Common Beer Spoilage Bacteria
For any brewer, common beer spoilage bacteria must be a concern. You have worked long and hard to master your craft, and you don’t want an entire batch of beer ruined because of an unwanted microorganism or two.
But how does this beer spoilage even happen? What is it? And how can you prevent it?
What Is Beer Spoilage?
Beer spoilage is the term we use for any unwanted microorganisms in beer, anything from wild strains of yeast, even Saccharomyces cerevisiae (which is brewer’s yeast) to bacteria like Lactobacillus or Pediococcus, both of which can be used effectively to make sour beer or might be highly undesirable, depending on the brewer’s preference.
It all comes down to what the brewer is hoping for.
Realize that hundreds of years ago, and for thousands of years before that, brewers mostly had to make do with what they got. Yeast and bacteria commonly attracted to the wort for fermentation, and brewers ended up with a slightly sour, safe to drink, frothy beverage with surprising notes of citrus, nuttiness, florals, and more.
It was a mixed bag.
Brewers were responsible for keeping their workspaces clean, and then hoping for the best.
Most of what they got would have been up to region, the temperature, and the added ingredients like hops.
What Are Yeast and Bacteria?
When stressing out about beer spoilage, it is helpful to remember that we’re dealing with yeast and bacteria, the two oldest forms of life on the planet.
Bacteria, one of the oldest signs of life on earth, is a single celled organism with tens of millions of species, most of which are harmless to humans, many of which are helpful to us, and only fewer than one hundred of which can actually hurt us.
Bacteria, in fact, are the foundation for all of life on the planet and seem to have also been responsible for the appearance of yeast.
In short, yeast and bacteria share a common ancestor, from which all life is believed to have evolved.
Both yeast and bacteria are commonly known to feed on sugar, which makes them highly attracted to beer.
What Is Beer Spoilage Bacteria?
While beer spoilage can come from both yeast and bacteria, we commonly refer to beer spoilage as beer spoilage bacteria because it is the bacteria we are trying most to avoid.
The most common beer spoilage bacteria are the aforementioned Lactobacillus and Pediococcus, which produce lactic acid in beer, which causes a sour effect.
This effect is highly sought after in sour beers like Lambics, but not so sought after in beers that should not be sour.
Strains of Lactobacillus can also produce undesirable compounds like hydrogen sulfide, which smells like rotten eggs, flavors like diacetyl, which tastes like buttered popcorn, and texture and attenuation rates issues.
Excess Pediococcus can produce a viscous beer, which makes it ropy and buttery as well.
Some newer bacteria invading breweries are Zymomonas, Pectinatus, and Megaspheaera, all of which produce unwanted flavors and aromas ranging from vinegar to sulfur.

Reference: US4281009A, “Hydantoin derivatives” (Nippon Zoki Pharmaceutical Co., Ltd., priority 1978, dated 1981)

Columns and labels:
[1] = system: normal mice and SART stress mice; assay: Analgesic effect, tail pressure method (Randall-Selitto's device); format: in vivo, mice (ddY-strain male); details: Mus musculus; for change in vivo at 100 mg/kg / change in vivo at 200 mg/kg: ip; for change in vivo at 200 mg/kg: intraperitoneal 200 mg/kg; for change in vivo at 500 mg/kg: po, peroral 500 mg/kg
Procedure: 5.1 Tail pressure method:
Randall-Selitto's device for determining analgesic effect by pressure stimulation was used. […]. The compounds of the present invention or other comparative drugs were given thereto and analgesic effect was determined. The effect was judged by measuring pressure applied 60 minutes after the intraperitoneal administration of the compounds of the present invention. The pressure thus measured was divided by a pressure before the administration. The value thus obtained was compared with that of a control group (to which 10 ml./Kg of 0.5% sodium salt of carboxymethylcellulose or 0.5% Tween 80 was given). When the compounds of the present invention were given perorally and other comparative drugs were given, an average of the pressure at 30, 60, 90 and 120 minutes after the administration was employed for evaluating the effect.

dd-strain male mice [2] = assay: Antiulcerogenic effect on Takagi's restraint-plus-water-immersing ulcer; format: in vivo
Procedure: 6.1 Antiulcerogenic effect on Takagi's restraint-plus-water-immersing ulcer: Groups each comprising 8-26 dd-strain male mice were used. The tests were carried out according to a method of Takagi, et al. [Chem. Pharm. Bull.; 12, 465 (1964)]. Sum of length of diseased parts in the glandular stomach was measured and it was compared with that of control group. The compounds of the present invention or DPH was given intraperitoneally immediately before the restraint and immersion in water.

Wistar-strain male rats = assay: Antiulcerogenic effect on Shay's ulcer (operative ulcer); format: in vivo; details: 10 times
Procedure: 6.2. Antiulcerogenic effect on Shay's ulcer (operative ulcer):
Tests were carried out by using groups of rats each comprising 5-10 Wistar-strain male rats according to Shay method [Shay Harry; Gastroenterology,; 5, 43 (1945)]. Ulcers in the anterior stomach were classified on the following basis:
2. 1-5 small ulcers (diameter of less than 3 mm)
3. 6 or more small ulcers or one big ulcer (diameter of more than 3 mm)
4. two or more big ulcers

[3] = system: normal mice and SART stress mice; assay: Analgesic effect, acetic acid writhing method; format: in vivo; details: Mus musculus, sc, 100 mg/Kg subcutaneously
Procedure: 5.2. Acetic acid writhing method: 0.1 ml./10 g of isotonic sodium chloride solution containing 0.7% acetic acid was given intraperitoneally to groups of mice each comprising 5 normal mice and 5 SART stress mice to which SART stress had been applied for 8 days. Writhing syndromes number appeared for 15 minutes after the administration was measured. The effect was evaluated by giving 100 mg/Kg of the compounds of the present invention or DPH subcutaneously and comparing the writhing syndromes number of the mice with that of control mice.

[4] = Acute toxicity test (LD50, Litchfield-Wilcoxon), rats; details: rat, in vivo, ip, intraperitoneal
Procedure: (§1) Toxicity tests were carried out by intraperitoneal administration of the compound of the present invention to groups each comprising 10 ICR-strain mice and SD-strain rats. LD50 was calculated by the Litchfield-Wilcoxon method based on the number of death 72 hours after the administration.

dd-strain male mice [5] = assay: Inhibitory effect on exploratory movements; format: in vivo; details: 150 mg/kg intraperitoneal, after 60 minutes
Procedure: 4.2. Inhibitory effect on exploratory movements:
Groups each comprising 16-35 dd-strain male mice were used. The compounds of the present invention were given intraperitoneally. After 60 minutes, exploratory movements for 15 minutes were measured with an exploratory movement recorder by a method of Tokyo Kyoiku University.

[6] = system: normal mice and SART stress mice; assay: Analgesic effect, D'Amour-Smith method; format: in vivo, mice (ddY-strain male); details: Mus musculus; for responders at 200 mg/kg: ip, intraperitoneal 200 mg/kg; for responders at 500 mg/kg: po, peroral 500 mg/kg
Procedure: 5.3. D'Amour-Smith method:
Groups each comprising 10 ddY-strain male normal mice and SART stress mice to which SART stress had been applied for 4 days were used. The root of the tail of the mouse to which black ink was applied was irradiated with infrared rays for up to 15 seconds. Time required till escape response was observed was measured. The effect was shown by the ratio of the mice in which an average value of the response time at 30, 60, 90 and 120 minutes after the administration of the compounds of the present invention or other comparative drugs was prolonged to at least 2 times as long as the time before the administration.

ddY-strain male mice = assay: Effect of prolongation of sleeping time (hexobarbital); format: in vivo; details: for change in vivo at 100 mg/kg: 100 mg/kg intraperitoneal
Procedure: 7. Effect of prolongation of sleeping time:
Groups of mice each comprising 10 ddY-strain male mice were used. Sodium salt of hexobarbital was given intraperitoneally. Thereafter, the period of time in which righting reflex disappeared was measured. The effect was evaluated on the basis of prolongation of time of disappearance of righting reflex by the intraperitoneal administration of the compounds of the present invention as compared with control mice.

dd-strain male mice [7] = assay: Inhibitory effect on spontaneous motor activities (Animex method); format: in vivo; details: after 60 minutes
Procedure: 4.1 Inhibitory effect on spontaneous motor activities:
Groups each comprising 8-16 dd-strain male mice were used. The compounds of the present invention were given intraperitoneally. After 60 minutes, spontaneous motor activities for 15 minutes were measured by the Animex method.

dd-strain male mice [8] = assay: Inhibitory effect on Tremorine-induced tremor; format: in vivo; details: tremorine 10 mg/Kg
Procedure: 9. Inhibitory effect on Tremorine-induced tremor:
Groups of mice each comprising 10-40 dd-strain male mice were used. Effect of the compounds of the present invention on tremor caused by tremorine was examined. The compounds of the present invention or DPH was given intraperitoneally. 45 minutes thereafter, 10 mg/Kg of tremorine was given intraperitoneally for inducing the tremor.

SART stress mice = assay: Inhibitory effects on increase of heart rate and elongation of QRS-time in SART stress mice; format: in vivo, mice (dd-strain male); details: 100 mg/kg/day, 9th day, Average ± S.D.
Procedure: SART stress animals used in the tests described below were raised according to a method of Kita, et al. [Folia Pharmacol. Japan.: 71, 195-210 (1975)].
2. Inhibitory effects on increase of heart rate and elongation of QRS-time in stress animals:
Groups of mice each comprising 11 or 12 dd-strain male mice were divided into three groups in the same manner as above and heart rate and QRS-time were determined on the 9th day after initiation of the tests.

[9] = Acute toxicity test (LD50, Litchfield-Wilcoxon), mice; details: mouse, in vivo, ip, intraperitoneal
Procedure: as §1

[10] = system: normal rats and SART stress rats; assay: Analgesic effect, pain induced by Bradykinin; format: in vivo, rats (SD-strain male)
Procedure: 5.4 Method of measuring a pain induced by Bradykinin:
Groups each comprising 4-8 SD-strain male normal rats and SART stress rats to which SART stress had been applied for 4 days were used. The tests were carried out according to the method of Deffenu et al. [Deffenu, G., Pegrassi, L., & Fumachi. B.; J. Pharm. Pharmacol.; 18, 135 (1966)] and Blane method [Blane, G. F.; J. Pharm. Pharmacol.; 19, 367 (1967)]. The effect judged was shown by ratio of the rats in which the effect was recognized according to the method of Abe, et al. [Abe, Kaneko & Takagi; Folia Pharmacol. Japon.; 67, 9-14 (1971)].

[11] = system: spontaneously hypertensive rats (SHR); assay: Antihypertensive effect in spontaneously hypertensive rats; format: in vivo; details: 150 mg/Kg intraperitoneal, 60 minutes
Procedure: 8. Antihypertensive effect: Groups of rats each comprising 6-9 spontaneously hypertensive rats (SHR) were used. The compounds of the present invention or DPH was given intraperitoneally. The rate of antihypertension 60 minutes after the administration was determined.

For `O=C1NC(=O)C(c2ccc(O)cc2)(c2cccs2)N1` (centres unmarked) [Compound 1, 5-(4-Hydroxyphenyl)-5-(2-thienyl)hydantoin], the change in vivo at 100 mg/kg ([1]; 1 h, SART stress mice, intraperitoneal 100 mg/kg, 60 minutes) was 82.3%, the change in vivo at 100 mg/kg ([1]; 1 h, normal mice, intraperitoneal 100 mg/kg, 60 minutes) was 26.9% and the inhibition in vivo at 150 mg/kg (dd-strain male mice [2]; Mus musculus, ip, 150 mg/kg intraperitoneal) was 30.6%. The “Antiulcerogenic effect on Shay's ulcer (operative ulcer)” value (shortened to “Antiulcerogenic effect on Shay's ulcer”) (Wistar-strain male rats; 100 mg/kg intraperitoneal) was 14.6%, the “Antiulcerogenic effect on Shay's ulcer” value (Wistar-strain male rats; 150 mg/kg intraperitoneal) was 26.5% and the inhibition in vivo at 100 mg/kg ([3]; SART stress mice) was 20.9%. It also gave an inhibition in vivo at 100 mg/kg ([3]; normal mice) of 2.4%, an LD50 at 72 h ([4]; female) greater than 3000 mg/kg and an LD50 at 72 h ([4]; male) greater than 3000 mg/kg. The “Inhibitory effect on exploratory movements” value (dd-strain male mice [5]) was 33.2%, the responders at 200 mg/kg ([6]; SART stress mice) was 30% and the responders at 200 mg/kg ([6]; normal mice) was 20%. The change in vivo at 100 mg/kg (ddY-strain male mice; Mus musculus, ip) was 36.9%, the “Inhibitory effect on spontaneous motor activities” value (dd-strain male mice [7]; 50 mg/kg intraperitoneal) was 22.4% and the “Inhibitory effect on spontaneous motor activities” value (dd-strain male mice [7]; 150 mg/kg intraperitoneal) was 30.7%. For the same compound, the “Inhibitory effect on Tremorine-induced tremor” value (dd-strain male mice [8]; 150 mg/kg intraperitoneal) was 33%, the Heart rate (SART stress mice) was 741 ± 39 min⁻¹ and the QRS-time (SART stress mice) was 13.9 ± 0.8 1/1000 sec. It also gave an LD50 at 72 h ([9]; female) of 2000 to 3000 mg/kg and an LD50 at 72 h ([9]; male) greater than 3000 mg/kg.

Finally, Enterobacteriaceae will spoil your wort before it becomes beer, resulting in a finished product with an unexpected flavor profile.
Beer spoilage bacteria typically meets one of three categories: obligate, which means it always causes spoilage, potential, which means spoilage only sometimes occurs, or indirect, meaning it contaminates the original ingredients like the hops or the grain rather than the wort or the beer.
Can Harmful Bacteria Grow in Beer?
It is important to note that almost none of these beer spoilage bacteria, as well as the yeast will actually be harmful to your health.
Thanks to four factors, you can be sure 99.9% of the time that bacteria and yeast, while maybe unwanted, will not hurt you.
First, the alcohol in beer, even in low amounts, will kill off almost all potentially harmful microorganism, which is why beer has been the safest beverage for families for literal millennia.
Second, because of the way beer ferments, it allows for very little oxygen in the wort or beer, even in an open-air vessel as the carbon dioxide forms a kind of protective cover over the beer. This low oxygen content will strangle most harmful bacteria and yeast, keeping it from getting in.
The relatively low pH in beer, which means higher acid levels, will keep unwanted microorganisms out, kind of how your stomach acid keeps you safe.
And finally, the hops in beer are actually effective killers of beer spoilage bacteria.
So, while you may not want beer that smells like rotten eggs or tastes like buttered popcorn, you can at least be sure you, and your customers, will not get sick.
How Can You Prevent Beer Spoilage?
The best thing you can do to prevent beer spoilage bacteria and yeast from getting into your beer is to keep your environment and all of your equipment clean and sanitized.
Some highly resistant strains will survive the brewing process, so you want to help ensure they can’t get in there in the first place and force you to dump a batch of brew.
You can also make sure to regularly test your beer for spoilage using the latest PCR technology, at every stage of brewing.
Finally, you can add Nisin to your wort, which will help clean up any unwanted microorganisms, shown to be effective against more than 90% of beer spoilage.
As a bonus, if it is in your budget, you can run your beer through filtering equipment, called final stabilization equipment, which will remove both bacteria and yeast.
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